The explanation of the experience of Abram and Sarah is to be discovered in God's dealings with them. And their experience was not simply a question of the deadening of the matrix of Sarah, but also that Abram's body was deadened. In neither case was the deadening the effect of the action of time, but of God directing His ways. It was not the simple case of God reviving bodily powers in old age, but that He took away virility and later He restored it. In Gen. 17:17 Abram indicates that his own vigor was passed when saying: to one a hundred years of age is a son being born? And this he stresses in the next verse by the words, Oh, that Ishmael shall live before Thee! And not only so, but Romans 4:19 says of Abram's body that it was already deadened. And again in Hebrews 11:12 it is said that he who begets is deadened. The facts around Sarah have been recognized, so that we need not stress them. The plain situation comes to be that at the time when Abram lived, human generation was not confined within present-day limits, nor was the duration of life reduced to what now obtains. In the scriptural records these were changing since the deluge, and, broadly speaking, they continued to change and to be adjusted during the remainder of the years covered by the book of Genesis, and even somewhat beyond.

Though the condition of the bodies of Abraham and Sarah was not the result of age, yet there are in the recorded words of Abraham and Sarah some details which, when judged from the experience of the present, seem to argue that they were indeed old. In Gen. 17:17 Abram was not stating, nor was he thinking of, conditions which were general to all the peoples then alive, but he referred to circumstances peculiar to himself and his wife. And so also is it that Sarah in Gen. 18:12 spoke in the same sense. In uttering these words, Sarah was fully aware as to the fact predicated of herself and Abraham in 18:11 that they were old, coming into days. This position was particular to them, and Sarah did not view the renewal of vitality as possible. Sarah spake of her own decadence, and, corresponding to this decadence in herself, her lord was old. Their bodily powers were disintegrated. This was a sign of old age apart from the actual matter of years.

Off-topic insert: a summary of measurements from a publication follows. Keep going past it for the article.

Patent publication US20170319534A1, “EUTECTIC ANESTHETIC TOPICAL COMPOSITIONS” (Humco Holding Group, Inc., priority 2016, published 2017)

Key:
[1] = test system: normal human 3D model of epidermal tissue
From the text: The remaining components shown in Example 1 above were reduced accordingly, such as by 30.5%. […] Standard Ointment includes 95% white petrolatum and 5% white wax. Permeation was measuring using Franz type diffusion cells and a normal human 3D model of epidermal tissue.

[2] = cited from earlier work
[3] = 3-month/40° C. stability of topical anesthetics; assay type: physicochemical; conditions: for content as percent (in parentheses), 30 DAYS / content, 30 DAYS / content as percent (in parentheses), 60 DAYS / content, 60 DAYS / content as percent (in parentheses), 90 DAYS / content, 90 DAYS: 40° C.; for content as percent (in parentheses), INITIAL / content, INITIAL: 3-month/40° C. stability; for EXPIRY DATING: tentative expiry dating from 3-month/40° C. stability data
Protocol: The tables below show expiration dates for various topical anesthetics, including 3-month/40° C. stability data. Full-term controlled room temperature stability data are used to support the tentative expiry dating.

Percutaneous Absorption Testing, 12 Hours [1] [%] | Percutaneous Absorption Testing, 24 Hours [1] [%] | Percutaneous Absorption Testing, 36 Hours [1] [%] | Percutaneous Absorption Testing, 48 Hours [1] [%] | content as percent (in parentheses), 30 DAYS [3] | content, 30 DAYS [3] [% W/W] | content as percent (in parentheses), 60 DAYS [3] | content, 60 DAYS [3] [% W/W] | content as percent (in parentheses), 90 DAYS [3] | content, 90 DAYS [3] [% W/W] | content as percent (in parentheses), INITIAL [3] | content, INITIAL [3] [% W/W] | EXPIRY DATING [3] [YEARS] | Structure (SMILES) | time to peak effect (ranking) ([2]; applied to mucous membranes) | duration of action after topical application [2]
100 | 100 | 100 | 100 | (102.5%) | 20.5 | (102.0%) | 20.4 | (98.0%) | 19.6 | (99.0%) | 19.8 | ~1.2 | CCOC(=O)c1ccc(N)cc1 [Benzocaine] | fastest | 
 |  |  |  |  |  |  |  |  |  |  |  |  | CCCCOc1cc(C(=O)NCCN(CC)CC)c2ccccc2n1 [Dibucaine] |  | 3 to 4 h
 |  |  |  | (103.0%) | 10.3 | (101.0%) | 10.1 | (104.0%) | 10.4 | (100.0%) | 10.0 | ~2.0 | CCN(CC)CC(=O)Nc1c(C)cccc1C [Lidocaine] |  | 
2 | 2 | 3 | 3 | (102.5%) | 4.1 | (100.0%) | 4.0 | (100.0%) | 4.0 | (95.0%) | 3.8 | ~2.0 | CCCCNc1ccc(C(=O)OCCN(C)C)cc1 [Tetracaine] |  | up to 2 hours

When we examine the Hebrew word meaning old (zqn), we see that its usage is not only in reference to the aggregation of years due to the passing of time, but also to indicate a condition as to bodily vitality. This condition, though requiring the passage of time, is termed old, since it bears definite comparison to the feature as associated with the aged. Thus the word is a relative term. Its intention can be much emphasized by the use along with it of such a word as very (1 Sa. 2:22). We ought thus to see that in Gen. 18 it is used of the condition of the bodily powers of Abraham and Sarah rather than their age in years. Approximately forty years after Isaac's birth it is still said of Abraham that he was old and come to days (Gen. 24:1). Yet Abraham lived a further period of over 35 years. God's renewal of Abram's virility was such that, after the death of Sarah, he married Keturah, and to him were born six sons. Then of his death it is said, he was in a good gray-haired age, old and satisfied with days. Of Isaac (Gen. 27:1, 2) it is also said that he was old. Yet he lived a further 60 years or more. This was said in reference to the eyesight of Isaac, which had become dimmed.

Lot was of a similar age to Abraham, his uncle. It may even have been that Lot was a little the elder, for Haran, the father of Lot, was 60 years of age at the time of Abram's birth. The unmarried daughters of Lot, who escaped with him from Sodom, referred to their father as old (Gen. 19:31), yet Lot became father to their sons at that age. This happening occurred around the time of the birth of Isaac.

HEBREW AND SEPTUAGINT RESULTS CONTRASTED